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STATE SCHOOLS [Newspaper Article] — Richmond Australian — 21 March 1914
STATE SCHOOLS lientral, No. 1667, Gleadell-«t., Rich mond (Mr. J. T. Raw, Head Teacher) jrth Richmond, No. 2798, Bucking ham-street (Mr. B. Ruuiy, Head Teacher). Yarra Park, No. 1406, corner Bridge road and Hoddle-streefc. Air Riley, Head Teacher. 4righton-itreet, No. 13a(J (Mr. L. &. McN&b, Head Teacher). Cremorne Street, No 2084, (Mr E. Box, Head 1 eacher.) Hvmley, No. 2862s, Aladden-grore (Mr. H._Bascombe, Head Teacher.)
INSTITUTION[?]. [Newspaper Article] — Richmond Australian — 21 March 1914
INSTITUTION*. Riofamond Ladiea'. Benevolent Booiety, Richmond Ladies' Benevolent So ciety, Church-street Secretary, Mrs. Conlon, Richmond Terrace. Richmond Creche, Abinger-street (o£f Church-street Hill) - President Mrs. Dodds; hon. secretary, Mrs. F. 4.. Lewis. Richmond Free Dispensary, Church street-Hon Secretary, Mr. W. R. R. Blair. Nearly every up-to-date advertiser has heariTsomeone say- ." I have been reading your advertisements for some time, and I thought I would see for myielf." Have you heard that?
CHAPTER XVIII. GUY AND HIS MOTHER. [Newspaper Article] — Richmond Australian — 21 March 1914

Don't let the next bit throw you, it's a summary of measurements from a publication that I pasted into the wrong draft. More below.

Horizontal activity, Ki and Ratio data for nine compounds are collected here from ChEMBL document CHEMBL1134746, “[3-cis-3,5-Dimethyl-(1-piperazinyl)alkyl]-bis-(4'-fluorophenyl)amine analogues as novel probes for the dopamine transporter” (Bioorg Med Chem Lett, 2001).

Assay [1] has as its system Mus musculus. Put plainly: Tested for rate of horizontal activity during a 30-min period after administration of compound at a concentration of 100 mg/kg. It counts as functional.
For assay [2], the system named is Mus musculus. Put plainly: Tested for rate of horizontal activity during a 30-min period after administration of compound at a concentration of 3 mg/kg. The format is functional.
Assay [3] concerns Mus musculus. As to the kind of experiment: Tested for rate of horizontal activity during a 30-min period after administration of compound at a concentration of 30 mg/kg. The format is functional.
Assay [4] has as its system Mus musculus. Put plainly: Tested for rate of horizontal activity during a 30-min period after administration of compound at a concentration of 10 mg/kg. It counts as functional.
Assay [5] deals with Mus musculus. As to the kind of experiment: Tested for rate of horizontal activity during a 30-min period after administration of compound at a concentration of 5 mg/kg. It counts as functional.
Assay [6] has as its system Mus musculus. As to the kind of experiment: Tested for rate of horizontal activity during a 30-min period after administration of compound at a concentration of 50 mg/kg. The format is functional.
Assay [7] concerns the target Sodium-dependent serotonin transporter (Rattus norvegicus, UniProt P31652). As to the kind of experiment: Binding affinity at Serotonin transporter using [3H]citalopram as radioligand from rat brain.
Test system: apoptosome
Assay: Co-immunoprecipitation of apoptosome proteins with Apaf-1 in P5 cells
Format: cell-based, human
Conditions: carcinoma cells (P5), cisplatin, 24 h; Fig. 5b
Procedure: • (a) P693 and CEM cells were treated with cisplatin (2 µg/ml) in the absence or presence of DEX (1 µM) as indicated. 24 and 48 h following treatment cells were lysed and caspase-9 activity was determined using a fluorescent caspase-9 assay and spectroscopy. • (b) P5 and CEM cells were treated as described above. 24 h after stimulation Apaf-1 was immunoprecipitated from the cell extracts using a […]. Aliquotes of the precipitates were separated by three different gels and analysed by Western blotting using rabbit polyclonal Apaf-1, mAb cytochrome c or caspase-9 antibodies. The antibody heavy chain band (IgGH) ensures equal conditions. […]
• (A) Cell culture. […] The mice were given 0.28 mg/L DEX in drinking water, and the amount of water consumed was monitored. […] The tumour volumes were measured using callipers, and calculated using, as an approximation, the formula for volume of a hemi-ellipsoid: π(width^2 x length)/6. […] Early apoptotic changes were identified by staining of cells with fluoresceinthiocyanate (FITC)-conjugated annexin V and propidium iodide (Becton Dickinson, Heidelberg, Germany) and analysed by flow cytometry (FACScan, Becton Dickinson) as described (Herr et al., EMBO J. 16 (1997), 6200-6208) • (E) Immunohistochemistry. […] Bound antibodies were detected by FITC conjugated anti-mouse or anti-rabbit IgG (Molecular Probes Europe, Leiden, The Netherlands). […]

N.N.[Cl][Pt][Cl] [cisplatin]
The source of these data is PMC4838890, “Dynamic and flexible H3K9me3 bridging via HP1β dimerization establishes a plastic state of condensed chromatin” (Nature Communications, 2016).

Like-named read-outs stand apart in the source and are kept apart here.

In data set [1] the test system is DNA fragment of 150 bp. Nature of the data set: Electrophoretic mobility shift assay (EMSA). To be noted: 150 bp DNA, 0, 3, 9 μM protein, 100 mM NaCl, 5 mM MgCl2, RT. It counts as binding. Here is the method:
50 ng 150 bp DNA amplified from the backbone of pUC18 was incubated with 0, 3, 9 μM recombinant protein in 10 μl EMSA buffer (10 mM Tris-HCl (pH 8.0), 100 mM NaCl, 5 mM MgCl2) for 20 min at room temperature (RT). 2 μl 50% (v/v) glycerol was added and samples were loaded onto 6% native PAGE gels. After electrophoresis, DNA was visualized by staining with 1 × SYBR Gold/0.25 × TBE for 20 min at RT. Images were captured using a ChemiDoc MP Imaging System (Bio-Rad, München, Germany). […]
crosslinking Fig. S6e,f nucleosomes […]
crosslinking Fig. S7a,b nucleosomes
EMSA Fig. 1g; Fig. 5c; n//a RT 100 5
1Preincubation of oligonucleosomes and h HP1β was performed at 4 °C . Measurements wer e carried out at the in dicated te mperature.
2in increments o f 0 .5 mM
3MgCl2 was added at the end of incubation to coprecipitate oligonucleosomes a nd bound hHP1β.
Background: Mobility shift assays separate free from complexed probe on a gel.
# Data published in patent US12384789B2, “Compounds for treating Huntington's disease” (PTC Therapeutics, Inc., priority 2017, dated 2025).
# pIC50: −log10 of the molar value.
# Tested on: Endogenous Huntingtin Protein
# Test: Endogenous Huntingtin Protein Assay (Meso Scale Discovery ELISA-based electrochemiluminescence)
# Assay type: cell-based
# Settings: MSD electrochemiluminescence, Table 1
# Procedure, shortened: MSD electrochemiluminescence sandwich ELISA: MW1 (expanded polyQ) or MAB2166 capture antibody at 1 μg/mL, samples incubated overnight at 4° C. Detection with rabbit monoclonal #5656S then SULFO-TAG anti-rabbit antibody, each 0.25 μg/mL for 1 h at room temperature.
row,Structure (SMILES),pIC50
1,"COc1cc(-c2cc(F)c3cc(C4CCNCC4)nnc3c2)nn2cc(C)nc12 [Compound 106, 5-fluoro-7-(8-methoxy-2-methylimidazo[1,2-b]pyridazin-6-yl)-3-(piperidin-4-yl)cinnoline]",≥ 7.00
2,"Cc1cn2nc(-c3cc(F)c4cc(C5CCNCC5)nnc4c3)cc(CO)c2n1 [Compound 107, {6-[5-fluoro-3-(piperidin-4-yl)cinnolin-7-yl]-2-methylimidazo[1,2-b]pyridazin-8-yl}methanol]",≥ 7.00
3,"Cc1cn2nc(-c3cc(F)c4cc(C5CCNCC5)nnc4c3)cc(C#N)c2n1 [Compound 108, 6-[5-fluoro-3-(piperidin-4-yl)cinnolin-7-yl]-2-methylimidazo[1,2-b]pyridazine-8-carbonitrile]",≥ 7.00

CHAPTER XVIII. GUY AND HIS MOTHER. Violet, when she realised who it was that had arrived at the railway station, strati k close to Martin, so as to place him between her and Guy, whispering : " He must not see me-I am not' strong enough-I should yield." Martin did not understand at all ; but in his simple loyalty to Violet, it was not necessary that he should. He saw that she wished to be shield ed from Lord Darlington's eyes, and without a question he . stood quite still while she almost cowered behind him. If it had seemed to him his duty, in defence of Violet, to have laid violent hands on stalwart Guy, he would unhesitatingly have done it. But all Violet wished for was to es cape tile love, the reproach, the agony that for her now always dwelt in the dark eyes of the man she more than ever worshipped ; and when the roaring train had come to a stop, she caught Martin by the arm and almost dragged him to wards the carriages. He caught her meaning at once, aid turned an:l hurried w...